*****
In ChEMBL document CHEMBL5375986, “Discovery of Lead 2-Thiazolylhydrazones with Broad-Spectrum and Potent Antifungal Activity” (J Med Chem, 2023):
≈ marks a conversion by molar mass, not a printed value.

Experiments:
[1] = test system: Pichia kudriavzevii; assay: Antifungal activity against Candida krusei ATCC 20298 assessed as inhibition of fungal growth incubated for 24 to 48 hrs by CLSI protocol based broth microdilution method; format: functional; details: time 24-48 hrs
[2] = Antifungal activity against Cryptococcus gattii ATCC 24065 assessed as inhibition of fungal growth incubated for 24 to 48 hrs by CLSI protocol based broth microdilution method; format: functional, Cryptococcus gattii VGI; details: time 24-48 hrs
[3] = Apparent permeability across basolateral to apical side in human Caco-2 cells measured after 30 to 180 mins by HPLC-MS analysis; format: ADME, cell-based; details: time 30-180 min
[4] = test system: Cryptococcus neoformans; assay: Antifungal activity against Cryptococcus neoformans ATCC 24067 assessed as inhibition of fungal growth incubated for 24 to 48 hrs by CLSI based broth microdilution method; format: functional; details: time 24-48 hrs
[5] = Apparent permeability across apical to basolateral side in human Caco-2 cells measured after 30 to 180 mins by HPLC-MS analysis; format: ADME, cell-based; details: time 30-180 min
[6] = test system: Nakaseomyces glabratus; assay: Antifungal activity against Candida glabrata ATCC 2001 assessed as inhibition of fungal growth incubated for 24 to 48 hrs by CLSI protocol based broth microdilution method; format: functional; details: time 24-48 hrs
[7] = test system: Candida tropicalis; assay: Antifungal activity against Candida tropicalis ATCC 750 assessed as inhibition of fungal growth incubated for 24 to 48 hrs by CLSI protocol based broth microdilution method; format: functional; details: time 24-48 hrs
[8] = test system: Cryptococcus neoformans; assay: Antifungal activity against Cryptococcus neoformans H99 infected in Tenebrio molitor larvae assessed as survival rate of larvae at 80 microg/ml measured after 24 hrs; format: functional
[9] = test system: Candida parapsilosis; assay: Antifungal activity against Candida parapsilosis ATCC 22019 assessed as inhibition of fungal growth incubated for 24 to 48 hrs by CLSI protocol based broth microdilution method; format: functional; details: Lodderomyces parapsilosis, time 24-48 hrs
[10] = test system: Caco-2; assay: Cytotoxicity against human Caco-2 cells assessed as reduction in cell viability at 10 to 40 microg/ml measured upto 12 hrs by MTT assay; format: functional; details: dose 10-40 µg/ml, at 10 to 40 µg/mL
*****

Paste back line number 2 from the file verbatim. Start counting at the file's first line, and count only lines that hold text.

≈ marks a conversion by molar mass, not a printed value.